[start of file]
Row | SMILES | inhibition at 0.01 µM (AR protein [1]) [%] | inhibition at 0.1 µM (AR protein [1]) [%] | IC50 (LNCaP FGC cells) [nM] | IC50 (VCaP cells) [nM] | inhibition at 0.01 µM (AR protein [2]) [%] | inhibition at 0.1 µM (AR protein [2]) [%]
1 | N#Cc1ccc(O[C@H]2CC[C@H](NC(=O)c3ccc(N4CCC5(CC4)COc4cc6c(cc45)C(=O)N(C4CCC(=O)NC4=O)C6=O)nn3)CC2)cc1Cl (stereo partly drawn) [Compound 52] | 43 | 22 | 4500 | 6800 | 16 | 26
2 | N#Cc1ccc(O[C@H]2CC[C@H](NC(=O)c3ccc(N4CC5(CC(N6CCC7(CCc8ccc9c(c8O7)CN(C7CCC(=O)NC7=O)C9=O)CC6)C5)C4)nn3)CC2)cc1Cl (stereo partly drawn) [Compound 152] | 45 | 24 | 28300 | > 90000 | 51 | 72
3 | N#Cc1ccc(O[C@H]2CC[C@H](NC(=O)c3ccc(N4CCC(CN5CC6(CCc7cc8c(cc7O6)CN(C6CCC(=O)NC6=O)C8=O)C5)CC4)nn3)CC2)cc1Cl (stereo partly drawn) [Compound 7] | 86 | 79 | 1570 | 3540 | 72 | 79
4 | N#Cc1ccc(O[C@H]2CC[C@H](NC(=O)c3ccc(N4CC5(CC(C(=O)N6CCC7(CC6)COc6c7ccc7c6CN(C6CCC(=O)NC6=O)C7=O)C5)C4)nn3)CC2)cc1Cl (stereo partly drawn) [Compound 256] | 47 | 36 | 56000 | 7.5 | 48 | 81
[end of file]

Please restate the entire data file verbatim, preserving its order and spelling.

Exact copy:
Row | SMILES | inhibition at 0.01 µM (AR protein [1]) [%] | inhibition at 0.1 µM (AR protein [1]) [%] | IC50 (LNCaP FGC cells) [nM] | IC50 (VCaP cells) [nM] | inhibition at 0.01 µM (AR protein [2]) [%] | inhibition at 0.1 µM (AR protein [2]) [%]
1 | N#Cc1ccc(O[C@H]2CC[C@H](NC(=O)c3ccc(N4CCC5(CC4)COc4cc6c(cc45)C(=O)N(C4CCC(=O)NC4=O)C6=O)nn3)CC2)cc1Cl (stereo partly drawn) [Compound 52] | 43 | 22 | 4500 | 6800 | 16 | 26
2 | N#Cc1ccc(O[C@H]2CC[C@H](NC(=O)c3ccc(N4CC5(CC(N6CCC7(CCc8ccc9c(c8O7)CN(C7CCC(=O)NC7=O)C9=O)CC6)C5)C4)nn3)CC2)cc1Cl (stereo partly drawn) [Compound 152] | 45 | 24 | 28300 | > 90000 | 51 | 72
3 | N#Cc1ccc(O[C@H]2CC[C@H](NC(=O)c3ccc(N4CCC(CN5CC6(CCc7cc8c(cc7O6)CN(C6CCC(=O)NC6=O)C8=O)C5)CC4)nn3)CC2)cc1Cl (stereo partly drawn) [Compound 7] | 86 | 79 | 1570 | 3540 | 72 | 79
4 | N#Cc1ccc(O[C@H]2CC[C@H](NC(=O)c3ccc(N4CC5(CC(C(=O)N6CCC7(CC6)COc6c7ccc7c6CN(C6CCC(=O)NC6=O)C7=O)C5)C4)nn3)CC2)cc1Cl (stereo partly drawn) [Compound 256] | 47 | 36 | 56000 | 7.5 | 48 | 81